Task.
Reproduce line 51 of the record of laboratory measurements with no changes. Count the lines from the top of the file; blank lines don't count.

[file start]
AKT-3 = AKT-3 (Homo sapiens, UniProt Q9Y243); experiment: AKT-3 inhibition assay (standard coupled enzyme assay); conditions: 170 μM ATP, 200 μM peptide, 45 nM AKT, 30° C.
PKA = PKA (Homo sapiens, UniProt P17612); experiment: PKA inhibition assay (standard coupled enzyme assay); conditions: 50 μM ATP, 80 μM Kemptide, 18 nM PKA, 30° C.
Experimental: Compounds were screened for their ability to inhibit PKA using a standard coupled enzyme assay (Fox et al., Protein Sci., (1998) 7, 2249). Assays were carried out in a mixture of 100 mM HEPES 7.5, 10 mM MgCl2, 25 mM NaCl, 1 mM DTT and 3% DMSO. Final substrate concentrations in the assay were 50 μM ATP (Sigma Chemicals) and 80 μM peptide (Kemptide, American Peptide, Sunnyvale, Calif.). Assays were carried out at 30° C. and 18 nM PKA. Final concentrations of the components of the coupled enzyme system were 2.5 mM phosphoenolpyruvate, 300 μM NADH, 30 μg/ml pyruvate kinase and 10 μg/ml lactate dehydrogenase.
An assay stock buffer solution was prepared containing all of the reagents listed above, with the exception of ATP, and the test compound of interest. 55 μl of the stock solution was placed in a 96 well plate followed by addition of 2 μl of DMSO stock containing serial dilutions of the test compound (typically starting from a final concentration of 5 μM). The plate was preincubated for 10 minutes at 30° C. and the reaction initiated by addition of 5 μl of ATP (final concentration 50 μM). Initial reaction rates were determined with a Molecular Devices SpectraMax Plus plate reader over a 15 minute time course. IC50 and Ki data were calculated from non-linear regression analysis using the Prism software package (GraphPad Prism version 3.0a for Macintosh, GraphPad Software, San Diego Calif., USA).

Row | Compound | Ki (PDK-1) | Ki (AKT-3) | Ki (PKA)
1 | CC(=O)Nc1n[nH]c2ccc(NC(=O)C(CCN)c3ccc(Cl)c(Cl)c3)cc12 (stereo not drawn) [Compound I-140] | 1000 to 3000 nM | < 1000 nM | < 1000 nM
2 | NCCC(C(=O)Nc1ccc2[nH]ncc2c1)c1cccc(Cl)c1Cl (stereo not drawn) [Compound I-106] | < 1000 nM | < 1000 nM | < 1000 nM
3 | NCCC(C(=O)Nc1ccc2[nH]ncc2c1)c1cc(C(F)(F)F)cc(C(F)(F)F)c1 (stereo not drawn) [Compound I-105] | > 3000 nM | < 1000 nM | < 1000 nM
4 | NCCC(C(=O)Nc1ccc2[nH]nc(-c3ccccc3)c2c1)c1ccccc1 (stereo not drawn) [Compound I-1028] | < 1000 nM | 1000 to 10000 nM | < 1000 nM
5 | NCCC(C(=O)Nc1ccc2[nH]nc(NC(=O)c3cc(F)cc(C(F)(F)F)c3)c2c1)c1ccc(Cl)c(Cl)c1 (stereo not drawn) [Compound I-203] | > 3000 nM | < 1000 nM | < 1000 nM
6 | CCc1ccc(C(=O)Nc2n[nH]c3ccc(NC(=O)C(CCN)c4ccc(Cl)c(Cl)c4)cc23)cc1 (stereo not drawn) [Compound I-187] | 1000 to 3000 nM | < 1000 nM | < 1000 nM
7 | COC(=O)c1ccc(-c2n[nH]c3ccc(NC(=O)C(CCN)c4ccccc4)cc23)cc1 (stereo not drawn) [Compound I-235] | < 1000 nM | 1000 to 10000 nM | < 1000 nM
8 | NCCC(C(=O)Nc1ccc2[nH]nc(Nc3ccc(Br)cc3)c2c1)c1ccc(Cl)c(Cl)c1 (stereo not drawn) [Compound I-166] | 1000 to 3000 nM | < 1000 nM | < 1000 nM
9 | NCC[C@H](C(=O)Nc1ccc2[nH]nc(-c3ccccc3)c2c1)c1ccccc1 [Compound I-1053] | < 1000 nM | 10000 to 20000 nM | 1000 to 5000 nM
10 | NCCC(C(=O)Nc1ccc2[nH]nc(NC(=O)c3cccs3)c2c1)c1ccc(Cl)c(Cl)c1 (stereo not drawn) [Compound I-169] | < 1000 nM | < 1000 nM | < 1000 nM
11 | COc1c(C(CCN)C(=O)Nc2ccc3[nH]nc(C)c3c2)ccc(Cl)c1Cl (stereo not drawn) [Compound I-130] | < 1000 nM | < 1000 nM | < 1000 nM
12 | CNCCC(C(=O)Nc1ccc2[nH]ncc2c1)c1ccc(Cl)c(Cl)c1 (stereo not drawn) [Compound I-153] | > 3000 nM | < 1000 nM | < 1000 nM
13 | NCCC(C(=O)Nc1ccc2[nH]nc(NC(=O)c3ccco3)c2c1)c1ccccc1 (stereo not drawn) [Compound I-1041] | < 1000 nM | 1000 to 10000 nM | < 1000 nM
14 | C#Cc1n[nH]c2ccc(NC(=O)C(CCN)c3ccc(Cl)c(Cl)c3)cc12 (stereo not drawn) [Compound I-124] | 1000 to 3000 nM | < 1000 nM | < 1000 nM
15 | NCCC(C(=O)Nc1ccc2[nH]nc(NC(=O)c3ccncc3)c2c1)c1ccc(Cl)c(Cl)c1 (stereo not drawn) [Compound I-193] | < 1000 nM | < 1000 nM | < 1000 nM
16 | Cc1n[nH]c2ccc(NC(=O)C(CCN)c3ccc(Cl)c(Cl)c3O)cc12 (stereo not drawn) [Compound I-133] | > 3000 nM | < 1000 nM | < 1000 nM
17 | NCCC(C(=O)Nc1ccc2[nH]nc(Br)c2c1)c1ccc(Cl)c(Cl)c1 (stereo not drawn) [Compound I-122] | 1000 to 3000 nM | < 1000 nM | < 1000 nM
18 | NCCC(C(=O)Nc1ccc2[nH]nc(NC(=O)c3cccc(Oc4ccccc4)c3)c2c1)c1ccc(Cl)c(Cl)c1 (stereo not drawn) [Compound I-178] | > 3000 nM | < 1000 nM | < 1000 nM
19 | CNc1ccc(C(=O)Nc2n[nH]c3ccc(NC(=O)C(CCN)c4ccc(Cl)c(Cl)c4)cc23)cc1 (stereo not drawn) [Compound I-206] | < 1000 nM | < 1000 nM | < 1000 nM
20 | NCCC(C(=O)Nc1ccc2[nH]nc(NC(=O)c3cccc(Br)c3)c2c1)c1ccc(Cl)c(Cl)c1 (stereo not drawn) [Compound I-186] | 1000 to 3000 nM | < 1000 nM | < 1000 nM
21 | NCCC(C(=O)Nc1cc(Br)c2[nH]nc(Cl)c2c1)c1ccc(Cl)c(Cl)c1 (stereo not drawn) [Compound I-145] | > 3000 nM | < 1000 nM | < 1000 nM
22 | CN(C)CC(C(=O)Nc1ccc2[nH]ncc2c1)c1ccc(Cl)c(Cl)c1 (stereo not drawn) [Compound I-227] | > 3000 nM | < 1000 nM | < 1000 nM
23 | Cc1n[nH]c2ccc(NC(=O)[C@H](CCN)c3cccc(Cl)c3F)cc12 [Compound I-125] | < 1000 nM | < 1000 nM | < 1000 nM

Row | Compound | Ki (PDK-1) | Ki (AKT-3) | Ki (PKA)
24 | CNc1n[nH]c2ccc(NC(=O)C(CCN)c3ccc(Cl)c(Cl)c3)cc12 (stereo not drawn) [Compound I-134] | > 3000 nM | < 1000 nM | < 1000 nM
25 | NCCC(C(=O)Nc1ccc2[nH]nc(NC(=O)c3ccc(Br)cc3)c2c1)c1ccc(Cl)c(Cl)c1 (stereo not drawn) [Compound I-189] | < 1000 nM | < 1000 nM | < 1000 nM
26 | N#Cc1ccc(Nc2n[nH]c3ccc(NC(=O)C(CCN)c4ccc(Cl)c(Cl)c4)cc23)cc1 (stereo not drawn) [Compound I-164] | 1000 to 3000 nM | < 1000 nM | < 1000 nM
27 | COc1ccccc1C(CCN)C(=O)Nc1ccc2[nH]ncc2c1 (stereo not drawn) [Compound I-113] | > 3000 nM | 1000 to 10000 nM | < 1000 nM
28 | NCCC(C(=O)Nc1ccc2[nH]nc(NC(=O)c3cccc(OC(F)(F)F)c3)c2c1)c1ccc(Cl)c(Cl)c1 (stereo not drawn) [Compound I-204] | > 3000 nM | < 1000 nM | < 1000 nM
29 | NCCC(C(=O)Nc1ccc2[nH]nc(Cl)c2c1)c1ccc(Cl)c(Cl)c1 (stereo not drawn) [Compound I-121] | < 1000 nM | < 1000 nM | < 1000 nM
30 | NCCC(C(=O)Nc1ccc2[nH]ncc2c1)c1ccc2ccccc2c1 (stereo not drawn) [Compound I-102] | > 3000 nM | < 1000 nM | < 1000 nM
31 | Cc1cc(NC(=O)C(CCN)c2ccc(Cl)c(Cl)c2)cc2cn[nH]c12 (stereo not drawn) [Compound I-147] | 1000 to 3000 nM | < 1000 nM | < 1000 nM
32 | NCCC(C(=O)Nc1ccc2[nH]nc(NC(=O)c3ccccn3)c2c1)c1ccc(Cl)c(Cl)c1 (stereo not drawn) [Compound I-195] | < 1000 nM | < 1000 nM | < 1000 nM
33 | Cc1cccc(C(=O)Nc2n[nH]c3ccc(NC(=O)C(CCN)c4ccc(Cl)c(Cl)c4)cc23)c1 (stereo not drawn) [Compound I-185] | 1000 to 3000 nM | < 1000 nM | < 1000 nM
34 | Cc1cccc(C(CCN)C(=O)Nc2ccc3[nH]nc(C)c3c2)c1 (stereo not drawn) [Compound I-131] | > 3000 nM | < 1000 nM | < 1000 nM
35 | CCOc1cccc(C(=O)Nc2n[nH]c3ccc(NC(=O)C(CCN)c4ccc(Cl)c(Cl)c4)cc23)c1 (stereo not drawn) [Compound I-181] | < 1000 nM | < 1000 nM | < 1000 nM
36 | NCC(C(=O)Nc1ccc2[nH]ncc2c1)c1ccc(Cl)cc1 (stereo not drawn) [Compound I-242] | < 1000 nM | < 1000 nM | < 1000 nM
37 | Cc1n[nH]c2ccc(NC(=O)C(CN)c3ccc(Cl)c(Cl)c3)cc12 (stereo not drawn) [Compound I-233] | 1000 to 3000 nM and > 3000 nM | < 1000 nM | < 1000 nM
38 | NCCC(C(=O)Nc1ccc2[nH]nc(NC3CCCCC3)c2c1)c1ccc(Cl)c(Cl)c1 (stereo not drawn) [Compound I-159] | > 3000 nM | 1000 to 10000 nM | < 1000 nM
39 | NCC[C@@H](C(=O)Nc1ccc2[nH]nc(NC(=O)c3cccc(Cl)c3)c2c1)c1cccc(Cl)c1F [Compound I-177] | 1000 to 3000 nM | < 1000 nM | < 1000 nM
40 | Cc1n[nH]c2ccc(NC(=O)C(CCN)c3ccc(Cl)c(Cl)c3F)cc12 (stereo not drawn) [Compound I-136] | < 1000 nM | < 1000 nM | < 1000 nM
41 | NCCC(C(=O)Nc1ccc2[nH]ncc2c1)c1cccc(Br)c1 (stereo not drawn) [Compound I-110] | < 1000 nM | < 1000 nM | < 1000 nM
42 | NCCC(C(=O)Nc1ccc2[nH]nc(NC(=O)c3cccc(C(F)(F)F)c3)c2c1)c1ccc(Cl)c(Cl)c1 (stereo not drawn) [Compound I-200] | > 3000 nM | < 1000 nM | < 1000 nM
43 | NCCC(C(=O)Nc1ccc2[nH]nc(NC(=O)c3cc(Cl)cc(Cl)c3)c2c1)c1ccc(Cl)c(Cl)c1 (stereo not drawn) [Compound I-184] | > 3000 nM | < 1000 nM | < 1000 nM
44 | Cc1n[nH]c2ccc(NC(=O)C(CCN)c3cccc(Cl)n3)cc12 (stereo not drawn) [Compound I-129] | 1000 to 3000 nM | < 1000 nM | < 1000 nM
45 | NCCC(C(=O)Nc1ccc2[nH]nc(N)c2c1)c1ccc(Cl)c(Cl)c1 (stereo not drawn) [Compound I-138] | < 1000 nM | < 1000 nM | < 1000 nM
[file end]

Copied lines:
45 | NCCC(C(=O)Nc1ccc2[nH]nc(N)c2c1)c1ccc(Cl)c(Cl)c1 (stereo not drawn) [Compound I-138] | < 1000 nM | < 1000 nM | < 1000 nM